I think wiki's are really awesome. I just wanted to get it out there ahead of time. The wiki is a really nifty concept, and I think that the wiki is an example, of an "digital" textual form, like the one that I'm trying to think about. Having said that I think there are are some constraints to this form that are worth discussing as part of this project on digital text.
What are Wiki's?
I could provide a lengthy and informative history of the development of the wiki concept, but I'll spare you. It's an interesting history if you're into that kind of thing. In any case, most people know wikis via Wikipdeia, and this is a good example of what a wiki is, but I think because of this influence many people tend to associate wiki projects with encyclopedias, which is interesting, because wikis are by no means limited to such encyclopedic projects[^encyclopedia criticism].
Basically a wiki is a collaborative editing environment, that creates a non-linear hypertext document, generally in a situation where new "pages" are easily created and edited (but not necessarily). The key in my mind is the non-linear aspect in combination with the (potential) shortened distance between the reader and the editor. Because of the organization of the Wikipedia and the wiki's that have been inspired by that site, I think a lot of people tend to think that wiki means "open editing," I think group editing is more apt description.
Wikis are great for distributing editing responsibility amongst a group of people, and for exploring and cataloging information that can be organized as an interconnecting "network," rather than a branching tree. The software used for wikis also remove a lot of the burden associated with site maintenance, and in a lot of ways I'm tempted to suggest that while wiki software, is a really great tool for website management, particularly when you want to create a collaboratively constructed document. There are a number of typically wiki based features that have contributed to the kind of publishing model that Kathleen Fitzpatrick and the MediaCommons folks have adopted: history functions being the most obvious. That allow us to understand documents as changing
The problem is that wiki's aren't good for all sorts of projects. They seem to work best when there is a limited linearity, and great deal of interconnectedness. When you don't have this kind of document, or when you have a contributor pool that is too small and/or not organized enough, wiki's seem to stop being unique, and while they may contain valuable material, the format seems to just stop working. Or it the hyper/digital element seems to imposed and detrimental to the feel of the document as a whole.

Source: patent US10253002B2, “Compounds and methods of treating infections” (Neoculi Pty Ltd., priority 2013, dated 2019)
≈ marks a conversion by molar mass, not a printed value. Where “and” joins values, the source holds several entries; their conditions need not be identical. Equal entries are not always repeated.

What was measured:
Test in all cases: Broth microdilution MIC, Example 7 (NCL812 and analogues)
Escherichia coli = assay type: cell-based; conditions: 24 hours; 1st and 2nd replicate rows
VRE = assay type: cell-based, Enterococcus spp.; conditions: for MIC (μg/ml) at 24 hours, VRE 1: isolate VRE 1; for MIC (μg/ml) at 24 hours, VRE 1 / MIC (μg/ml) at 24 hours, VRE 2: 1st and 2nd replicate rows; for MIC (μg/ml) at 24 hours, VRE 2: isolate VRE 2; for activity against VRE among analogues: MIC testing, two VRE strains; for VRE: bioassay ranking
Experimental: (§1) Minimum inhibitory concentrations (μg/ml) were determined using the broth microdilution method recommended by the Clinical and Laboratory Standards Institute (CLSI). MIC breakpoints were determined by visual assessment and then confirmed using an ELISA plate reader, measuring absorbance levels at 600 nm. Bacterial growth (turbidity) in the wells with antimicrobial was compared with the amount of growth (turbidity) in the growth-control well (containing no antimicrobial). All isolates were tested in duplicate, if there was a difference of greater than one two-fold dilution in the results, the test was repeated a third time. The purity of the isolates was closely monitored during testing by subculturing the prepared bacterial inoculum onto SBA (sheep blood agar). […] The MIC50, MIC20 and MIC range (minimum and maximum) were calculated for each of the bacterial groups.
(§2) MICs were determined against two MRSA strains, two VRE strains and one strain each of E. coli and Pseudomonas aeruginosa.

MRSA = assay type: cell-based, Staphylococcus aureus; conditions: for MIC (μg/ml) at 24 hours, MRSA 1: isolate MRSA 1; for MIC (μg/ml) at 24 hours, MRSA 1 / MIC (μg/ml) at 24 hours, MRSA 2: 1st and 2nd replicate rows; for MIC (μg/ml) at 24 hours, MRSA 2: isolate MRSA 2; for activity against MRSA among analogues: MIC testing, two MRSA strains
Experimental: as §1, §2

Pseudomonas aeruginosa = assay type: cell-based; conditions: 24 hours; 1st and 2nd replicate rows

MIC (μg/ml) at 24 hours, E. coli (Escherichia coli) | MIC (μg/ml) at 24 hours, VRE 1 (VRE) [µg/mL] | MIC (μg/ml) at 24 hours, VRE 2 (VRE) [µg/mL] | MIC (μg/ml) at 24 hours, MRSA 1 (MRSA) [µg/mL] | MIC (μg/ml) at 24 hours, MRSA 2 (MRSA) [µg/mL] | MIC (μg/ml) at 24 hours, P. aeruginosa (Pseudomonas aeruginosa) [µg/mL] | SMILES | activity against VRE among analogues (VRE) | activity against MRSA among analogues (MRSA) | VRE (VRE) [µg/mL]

For instance, Wikimedia, the folks behind Wikipedia, have a project called wikibooks, and while I think that this idea is really nifty, I'm not sure how well it works in creating "good" books, in the way that wikipedia can really be brilliant. At the same time, I'm not sure that one of the "wikibooks" are particularly unique documents as a result of their beginnings as wiki.
Just some thoughts on the forms. I don't want to come off as a perpetual critic, I think that what I seem to be trumpeting: new forms, new ideas, and new models of reading/writing/publishing are being used and deployed, we just haven't explored and questioned them enough. I think we'll let this edition run a little short this week, but I'll be back next week on monday with a post on Station Keeping.
Enjoy you're weekend, and reading! tycho
[^encyclopedia criticism]: There are a lot of criticism of Wikipedia that I find incredibly interesting, because it's as if the main criticism of the "wiki" is that it is encyclopedic. Encyclopedias are fascinating and interesting texts, but they are flawed. Neutrality is impossible, of course, nor is maximum coverage. I have yet to hear someone analyze wikipedia in the same context that